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When are you not supposed to join a startup

Mathew J Maniyamkott
11th Jul 2017
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In the past few years, thousands of new jobs have been up for grabs thanks to the influx in the number of startups. From technology to apparels to online furniture rentals, you name it and there are a hoard of startups in these and more fields. It is extremely normal to join the bandwagon. But how do you know if you are cut out for a job in a startup?

You are intrigued by this myth created around startups and the prevalent culture. But I truly believe that there are people who should never join a startup. Let me list out the reasons:

Image: Shutterstock

Image: Shutterstock

If you have a lot of responsibilities

Before I became a freelancer, I worked in the sales department of a startup. But the company shut shop after running into financial troubles. There were times when they found it difficult to disburse the salaries in its entirety. So the message in short is that not all startups succeed. If you are of the notion that your founders will magnanimously raise your wages after getting funding, you are wrong, it rarely happens. They will be more frugal as they want to sustain the business for the long haul.

You think you can jump ranks immediately

When was the last time you heard of a non-founder in an executive role, unless it was an executive poached from another startup. Poof goes one more of your pro-point for joining a startup. If you are promised a plum designation (designations don’t matter these days, do they?) in the future, while you are slaving for peanuts now, it is only a ploy to make you stay.

You get to work in all departments

Again, this option is available when you work at a mid-level startup, which is still bootstrapped or let’s say a startup that received a seed funding <$100,000. The higher the funding, the more likely they would be looking out for specialists. But you can still learn a lot when compared to working at an MNC where you are only a cog in the wheel.

You like your personal space

If you like having weekends off, a startup may not necessarily be the best place. Yes, startups are a space for passionate and driven fellows, but the flipside is that you might have to work on a Sunday or forego that vacation you planned months in advance. This doesn’t mean that startups don’t value your time and personal space.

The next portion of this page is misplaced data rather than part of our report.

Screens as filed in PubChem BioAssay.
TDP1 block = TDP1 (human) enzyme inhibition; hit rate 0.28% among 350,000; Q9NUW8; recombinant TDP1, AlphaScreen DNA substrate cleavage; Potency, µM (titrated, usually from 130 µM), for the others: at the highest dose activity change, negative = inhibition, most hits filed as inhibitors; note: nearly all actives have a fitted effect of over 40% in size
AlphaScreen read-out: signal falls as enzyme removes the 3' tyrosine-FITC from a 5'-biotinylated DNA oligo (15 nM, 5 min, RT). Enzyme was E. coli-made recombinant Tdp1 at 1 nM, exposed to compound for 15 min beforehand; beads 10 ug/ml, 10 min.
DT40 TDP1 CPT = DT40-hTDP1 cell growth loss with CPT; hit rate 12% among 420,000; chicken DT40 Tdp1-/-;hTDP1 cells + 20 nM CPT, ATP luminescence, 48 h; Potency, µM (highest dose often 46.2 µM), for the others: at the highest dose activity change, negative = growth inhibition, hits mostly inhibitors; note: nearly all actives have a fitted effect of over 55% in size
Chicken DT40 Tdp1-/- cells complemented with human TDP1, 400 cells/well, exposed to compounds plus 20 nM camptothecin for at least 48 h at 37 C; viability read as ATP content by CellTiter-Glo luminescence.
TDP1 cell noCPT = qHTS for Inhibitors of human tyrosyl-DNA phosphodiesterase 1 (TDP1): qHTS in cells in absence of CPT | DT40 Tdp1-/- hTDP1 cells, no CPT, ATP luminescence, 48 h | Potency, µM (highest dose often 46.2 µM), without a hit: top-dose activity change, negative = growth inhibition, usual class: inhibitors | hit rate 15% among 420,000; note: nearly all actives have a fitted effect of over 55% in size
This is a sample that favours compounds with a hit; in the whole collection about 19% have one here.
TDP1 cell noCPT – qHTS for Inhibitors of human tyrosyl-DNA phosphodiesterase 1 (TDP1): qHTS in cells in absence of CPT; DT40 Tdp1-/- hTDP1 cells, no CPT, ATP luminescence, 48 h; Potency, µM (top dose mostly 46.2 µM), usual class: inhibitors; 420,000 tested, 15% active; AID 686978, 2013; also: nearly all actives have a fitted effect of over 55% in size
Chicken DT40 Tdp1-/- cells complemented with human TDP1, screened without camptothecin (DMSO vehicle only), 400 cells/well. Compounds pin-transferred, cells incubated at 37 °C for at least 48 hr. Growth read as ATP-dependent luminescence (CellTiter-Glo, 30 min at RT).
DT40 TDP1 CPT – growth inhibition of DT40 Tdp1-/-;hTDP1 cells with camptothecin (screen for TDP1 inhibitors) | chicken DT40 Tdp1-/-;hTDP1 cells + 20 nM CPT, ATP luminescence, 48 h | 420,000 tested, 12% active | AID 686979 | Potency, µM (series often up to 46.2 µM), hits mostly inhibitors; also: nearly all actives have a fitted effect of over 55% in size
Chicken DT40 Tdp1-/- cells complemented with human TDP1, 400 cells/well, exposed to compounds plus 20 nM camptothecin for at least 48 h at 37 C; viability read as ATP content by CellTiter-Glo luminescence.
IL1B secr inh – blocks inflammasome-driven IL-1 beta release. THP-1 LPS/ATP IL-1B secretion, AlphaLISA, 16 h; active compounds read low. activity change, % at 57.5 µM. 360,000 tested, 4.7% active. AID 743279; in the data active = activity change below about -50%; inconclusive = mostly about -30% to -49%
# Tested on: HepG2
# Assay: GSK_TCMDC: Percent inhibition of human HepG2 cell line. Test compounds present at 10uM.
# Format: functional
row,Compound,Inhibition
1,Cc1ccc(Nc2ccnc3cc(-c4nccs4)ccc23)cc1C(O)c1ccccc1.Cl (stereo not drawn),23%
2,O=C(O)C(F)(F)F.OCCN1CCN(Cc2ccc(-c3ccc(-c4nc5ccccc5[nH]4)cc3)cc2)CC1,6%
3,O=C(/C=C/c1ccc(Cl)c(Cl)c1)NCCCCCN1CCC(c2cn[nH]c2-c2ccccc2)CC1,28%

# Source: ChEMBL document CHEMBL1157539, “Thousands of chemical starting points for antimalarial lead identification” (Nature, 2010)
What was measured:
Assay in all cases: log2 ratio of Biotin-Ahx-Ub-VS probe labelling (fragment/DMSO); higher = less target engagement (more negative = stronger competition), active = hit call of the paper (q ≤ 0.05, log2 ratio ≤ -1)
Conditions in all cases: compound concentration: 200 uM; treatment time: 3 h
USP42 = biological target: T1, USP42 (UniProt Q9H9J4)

Most startups fail

Truth be told, most startups fail. Fail miserably at that. Despite what you might have been told about ESOPs and shiny offices, this is the truth. If you can face such inclement situations, it would be all right to work at a startup. The risk-averse will find a tough time dealing with failure.

They may fire as fast as they hire

Job security should be the last thing on your mind when you join a startup. Since they want to grow rapidly, the office would always be teeming with people for interviews. When you look at MNCs, they hire slowly and fire slowly. If someone doesn’t work to their potential, they might be trained for another role or section before being booted out. But at a startup, there is little room for mistakes. You can get fired even before settling in.

All the above points discuss the plausible situations that you might have to face, given you chose to work for a startup. There are always a million reasons why you should join a startup.

Every day at a startup will throw a challenge. That is the best reason to work for a startup and also the kind of motivated people you work with.

Read next: Difference between working for a startup and corporate company.

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